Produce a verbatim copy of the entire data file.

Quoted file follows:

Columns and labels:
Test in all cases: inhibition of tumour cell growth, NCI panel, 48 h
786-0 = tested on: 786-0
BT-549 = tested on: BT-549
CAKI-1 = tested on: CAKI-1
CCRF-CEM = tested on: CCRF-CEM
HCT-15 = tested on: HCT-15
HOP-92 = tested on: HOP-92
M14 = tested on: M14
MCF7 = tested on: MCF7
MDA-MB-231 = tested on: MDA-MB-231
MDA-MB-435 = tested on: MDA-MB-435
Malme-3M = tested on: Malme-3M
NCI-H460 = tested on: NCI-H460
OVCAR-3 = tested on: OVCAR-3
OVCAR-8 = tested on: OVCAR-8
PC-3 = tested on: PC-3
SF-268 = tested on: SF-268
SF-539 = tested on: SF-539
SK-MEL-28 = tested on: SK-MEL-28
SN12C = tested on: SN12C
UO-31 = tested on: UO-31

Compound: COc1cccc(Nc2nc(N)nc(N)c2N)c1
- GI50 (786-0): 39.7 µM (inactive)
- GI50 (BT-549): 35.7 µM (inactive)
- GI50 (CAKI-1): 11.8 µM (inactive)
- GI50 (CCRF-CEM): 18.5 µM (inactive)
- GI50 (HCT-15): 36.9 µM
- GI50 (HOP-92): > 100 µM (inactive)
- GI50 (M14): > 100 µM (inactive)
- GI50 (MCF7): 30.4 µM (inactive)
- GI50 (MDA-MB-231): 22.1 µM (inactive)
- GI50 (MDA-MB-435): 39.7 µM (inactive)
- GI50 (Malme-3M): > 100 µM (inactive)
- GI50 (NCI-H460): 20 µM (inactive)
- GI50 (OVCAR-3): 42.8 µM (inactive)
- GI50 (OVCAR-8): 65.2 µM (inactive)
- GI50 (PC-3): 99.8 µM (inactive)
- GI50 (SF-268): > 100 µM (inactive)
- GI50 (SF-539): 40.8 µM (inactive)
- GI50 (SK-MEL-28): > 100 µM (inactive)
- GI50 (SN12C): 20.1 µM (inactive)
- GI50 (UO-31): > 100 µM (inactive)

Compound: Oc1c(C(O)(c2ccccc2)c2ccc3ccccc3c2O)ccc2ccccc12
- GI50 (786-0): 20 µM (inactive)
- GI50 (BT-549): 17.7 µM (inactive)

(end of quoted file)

Columns and labels:
Test in all cases: inhibition of tumour cell growth, NCI panel, 48 h
786-0 = tested on: 786-0
BT-549 = tested on: BT-549
CAKI-1 = tested on: CAKI-1
CCRF-CEM = tested on: CCRF-CEM
HCT-15 = tested on: HCT-15
HOP-92 = tested on: HOP-92
M14 = tested on: M14
MCF7 = tested on: MCF7
MDA-MB-231 = tested on: MDA-MB-231
MDA-MB-435 = tested on: MDA-MB-435
Malme-3M = tested on: Malme-3M
NCI-H460 = tested on: NCI-H460
OVCAR-3 = tested on: OVCAR-3
OVCAR-8 = tested on: OVCAR-8
PC-3 = tested on: PC-3
SF-268 = tested on: SF-268
SF-539 = tested on: SF-539
SK-MEL-28 = tested on: SK-MEL-28
SN12C = tested on: SN12C
UO-31 = tested on: UO-31

Compound: COc1cccc(Nc2nc(N)nc(N)c2N)c1
- GI50 (786-0): 39.7 µM (inactive)
- GI50 (BT-549): 35.7 µM (inactive)
- GI50 (CAKI-1): 11.8 µM (inactive)
- GI50 (CCRF-CEM): 18.5 µM (inactive)
- GI50 (HCT-15): 36.9 µM
- GI50 (HOP-92): > 100 µM (inactive)
- GI50 (M14): > 100 µM (inactive)
- GI50 (MCF7): 30.4 µM (inactive)
- GI50 (MDA-MB-231): 22.1 µM (inactive)
- GI50 (MDA-MB-435): 39.7 µM (inactive)
- GI50 (Malme-3M): > 100 µM (inactive)
- GI50 (NCI-H460): 20 µM (inactive)
- GI50 (OVCAR-3): 42.8 µM (inactive)
- GI50 (OVCAR-8): 65.2 µM (inactive)
- GI50 (PC-3): 99.8 µM (inactive)
- GI50 (SF-268): > 100 µM (inactive)
- GI50 (SF-539): 40.8 µM (inactive)
- GI50 (SK-MEL-28): > 100 µM (inactive)
- GI50 (SN12C): 20.1 µM (inactive)
- GI50 (UO-31): > 100 µM (inactive)

Compound: Oc1c(C(O)(c2ccccc2)c2ccc3ccccc3c2O)ccc2ccccc12
- GI50 (786-0): 20 µM (inactive)
- GI50 (BT-549): 17.7 µM (inactive)